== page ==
Craigs UK Bird Photos


Site Soddy Gap (Fox House South)

Location Near Little Broughton

Grid Reference NY073323

Soddy Gap, officially known as Fox-House South, is owned by the coal Authority and was restored between 1985 and 1994.
The area comprises of marsh, scrub, reed-bed, an island, hedges and open water. So a respectable number of species is possible whenever you visit. This site is often overlooked, as is much of Cumbria, but if watched regular can produce a good number of common and scarce birds.
This site is wheelchair friendly
Because the pool is small, visiting birdwatchers can obtain close views of many birds and because it is under-watched you might just find something special yourself.
Nothing is ever guaranteed in birdwatching, but Tree sparrow from the car park is almost a certainty, along with Yellow Hammer, House Sparrow and Greenfinch. 
From the parking spot head east through the gate towards the pool, hear it is possible to see Stonechat, and Linnet. In the summer Sedge and Grasshopper Warbler can be heard singing from here.
Walk down the hill towards the pool for 5 meters and scan the pond for good numbers of wildfowl including Tufted, Mallards, Teal, Wigeon, Pochard and Goldeneye. On Occasions Goosander roost here. 
In winter and early spring, many gulls visit the pond, including the scarce Mediterranean Gull. Record numbers for Cumbria of Mediterranean Gulls visited The ponds in late Summer 08, max number 21.
Greylag Geese use the pool all year and the odd looking goose turns up occasionally, such as Bar-Headed and Snow Goose. In winter Pink Footed Geese are regular and Greenland and European White-Fronted Geese have been recorded here.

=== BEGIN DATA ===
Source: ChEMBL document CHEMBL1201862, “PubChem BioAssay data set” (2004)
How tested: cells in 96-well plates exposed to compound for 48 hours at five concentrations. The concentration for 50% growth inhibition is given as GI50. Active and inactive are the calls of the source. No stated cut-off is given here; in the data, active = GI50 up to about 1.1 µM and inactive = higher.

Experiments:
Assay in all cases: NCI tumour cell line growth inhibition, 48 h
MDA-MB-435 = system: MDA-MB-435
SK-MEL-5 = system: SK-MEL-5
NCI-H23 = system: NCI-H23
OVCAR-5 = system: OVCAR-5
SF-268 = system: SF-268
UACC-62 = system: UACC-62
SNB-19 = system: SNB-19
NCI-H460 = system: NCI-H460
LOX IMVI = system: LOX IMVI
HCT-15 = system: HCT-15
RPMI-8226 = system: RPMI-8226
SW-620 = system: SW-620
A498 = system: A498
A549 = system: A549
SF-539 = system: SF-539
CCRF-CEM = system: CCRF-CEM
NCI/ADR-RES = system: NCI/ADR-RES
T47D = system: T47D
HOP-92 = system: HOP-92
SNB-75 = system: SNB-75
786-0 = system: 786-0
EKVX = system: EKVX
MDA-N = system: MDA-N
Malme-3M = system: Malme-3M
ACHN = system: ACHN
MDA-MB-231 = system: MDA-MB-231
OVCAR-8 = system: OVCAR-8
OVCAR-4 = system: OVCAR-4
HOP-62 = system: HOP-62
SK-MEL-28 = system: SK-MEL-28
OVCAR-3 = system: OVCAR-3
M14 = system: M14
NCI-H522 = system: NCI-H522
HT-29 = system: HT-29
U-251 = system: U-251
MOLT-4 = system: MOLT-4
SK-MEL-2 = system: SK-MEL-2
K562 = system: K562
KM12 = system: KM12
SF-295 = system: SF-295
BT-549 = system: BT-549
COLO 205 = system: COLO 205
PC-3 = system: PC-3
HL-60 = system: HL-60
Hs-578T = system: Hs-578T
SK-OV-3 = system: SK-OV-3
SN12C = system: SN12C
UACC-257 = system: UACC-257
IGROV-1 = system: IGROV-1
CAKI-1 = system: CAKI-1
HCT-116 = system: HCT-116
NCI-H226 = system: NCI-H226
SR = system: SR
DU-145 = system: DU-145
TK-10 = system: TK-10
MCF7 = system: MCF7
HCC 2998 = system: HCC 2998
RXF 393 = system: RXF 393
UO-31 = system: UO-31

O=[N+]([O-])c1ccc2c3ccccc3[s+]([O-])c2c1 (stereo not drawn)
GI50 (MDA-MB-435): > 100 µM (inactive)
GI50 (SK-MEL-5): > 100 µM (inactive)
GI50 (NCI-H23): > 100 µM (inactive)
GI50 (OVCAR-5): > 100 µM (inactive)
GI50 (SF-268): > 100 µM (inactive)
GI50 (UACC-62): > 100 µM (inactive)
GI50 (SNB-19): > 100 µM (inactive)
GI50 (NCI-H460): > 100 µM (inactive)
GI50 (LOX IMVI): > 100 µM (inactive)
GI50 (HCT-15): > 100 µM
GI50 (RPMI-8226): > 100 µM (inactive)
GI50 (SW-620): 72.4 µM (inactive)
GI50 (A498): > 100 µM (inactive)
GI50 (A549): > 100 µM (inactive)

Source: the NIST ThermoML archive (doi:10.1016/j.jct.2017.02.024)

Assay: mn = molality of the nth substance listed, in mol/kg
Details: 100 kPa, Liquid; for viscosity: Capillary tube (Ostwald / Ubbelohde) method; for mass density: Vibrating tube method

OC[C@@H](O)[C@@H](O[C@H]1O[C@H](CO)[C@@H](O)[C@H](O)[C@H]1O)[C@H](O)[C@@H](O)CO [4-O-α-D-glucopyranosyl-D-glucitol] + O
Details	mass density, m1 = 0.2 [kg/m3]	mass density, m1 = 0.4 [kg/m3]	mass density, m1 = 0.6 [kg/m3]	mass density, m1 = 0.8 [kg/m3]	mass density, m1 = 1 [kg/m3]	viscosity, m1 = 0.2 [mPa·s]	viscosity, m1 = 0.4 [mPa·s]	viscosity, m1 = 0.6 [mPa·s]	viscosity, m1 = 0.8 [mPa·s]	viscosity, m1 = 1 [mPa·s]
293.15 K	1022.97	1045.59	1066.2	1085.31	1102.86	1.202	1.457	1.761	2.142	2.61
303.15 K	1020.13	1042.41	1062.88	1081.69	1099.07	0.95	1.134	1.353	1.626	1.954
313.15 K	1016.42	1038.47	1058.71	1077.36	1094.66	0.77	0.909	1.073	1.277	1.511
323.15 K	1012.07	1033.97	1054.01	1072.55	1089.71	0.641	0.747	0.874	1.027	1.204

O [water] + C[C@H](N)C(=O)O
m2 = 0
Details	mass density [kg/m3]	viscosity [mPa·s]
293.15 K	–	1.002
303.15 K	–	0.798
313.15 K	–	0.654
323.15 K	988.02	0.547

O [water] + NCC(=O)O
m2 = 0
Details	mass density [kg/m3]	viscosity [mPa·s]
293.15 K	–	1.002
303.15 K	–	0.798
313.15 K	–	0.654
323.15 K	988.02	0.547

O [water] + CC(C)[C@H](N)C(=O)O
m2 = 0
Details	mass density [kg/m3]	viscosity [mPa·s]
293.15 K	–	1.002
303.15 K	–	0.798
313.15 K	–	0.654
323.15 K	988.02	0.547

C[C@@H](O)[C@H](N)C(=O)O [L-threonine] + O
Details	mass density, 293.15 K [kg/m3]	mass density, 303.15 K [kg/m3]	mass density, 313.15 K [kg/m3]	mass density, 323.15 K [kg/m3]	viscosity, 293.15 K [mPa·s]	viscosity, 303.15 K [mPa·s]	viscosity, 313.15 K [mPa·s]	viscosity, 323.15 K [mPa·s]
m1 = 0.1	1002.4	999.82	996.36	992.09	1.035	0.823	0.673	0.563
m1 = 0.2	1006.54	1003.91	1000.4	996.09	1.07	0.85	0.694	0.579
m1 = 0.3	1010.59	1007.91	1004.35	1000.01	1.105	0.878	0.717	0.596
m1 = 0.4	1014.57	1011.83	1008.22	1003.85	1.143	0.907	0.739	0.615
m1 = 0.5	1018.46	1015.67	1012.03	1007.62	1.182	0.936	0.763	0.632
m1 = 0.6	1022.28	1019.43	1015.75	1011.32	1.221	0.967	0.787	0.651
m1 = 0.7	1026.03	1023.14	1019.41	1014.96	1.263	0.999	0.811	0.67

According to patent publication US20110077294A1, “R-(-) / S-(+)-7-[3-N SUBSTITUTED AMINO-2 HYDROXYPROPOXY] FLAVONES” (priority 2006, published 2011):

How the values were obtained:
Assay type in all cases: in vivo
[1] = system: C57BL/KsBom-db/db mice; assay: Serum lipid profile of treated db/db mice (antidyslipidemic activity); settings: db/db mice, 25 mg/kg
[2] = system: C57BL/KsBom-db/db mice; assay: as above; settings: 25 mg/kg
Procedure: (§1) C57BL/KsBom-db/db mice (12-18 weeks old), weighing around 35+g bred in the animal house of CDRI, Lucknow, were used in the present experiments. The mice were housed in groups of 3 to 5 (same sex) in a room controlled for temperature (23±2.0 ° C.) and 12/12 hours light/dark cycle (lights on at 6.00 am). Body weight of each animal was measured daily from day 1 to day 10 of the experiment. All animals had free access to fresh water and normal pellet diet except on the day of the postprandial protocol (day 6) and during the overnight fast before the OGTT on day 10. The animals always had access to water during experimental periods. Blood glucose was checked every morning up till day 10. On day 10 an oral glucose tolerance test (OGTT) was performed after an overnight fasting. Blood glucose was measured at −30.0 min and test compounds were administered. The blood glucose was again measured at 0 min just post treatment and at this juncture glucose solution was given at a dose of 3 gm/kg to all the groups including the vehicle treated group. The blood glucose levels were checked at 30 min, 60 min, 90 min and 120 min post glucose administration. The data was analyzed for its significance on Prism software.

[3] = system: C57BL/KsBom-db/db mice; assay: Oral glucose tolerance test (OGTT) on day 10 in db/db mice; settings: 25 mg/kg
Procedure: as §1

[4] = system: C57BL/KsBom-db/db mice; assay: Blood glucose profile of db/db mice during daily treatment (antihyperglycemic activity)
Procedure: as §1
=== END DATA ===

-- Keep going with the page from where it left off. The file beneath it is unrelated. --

The marsh holds Grasshopper Warbler, Reed Bunting, Water Rail, Common Snipe and in winter Jack Snipe.
This is probably one of the best inland sites in Cumbria for large numbers of Whimbrel in the spring, with numbers of up to 51 roosting in the fields and on the edges of the pool, although numbers have been very low recently.
Raptors include Kestrel, Sparrowhawk, Buzzard, Barn owl and in the winter Short-Eared Owl. Also very important for Hen Harrier, these can be seen flying anywhere on the site.  West of Soddy Gap is Derwent forest aka the dump, one of the best places in Cumbria for Winter Owls with up to 6 Short-eared, 2 Barn Owl and 2 Tawny Owl. Woodcock are also regular winter visitors. You do have to wait till dark to get the best views of the birds.
Follow the track West then North past the mixture of young trees, which include, Rowan, Oak and Alder, keep your eye out for species such as Siskin, Redpoll and the commoner finches and warblers. Wheatears are common along this path in spring along with the Great-Spotted Woodpecker. The path turns further to the east, where the hedges hold other species such as Bullfinch and most of the tit family. 
Return the way you came back to the car, then head north past the paddocks which again can hold Wheatears and Tree Sparrows.
Follow the hedge along the disused road, this is a great area for many birds. Common Whitethroat, Lesser Whitethroat and Goldfinch are common here.
This area is popular with dog walkers so early mornings or late evenings are best.
Once back in  the car travel 0.8 of a mile north towards the A594, on your right is a small flooded field, this is a recent occurance but is already pulling in waders including Ruff and Greenshank. (This has now been filled in by the farmer. What a waste of good habitat.)
Target birds
All Year, Tree Sparrow, Common snipe, Kestrel, Sparrowhawk, Raven and Common finches.
Spring/Summer, Grasshopper Warbler, Whimbrel, Sedge Warbler, Hirundines and Lesser Whitethroat
Winter, Hen Harrier, Jack Snipe, Goosander, Mediterranean gull and Winter thrushes.
Total species seen 134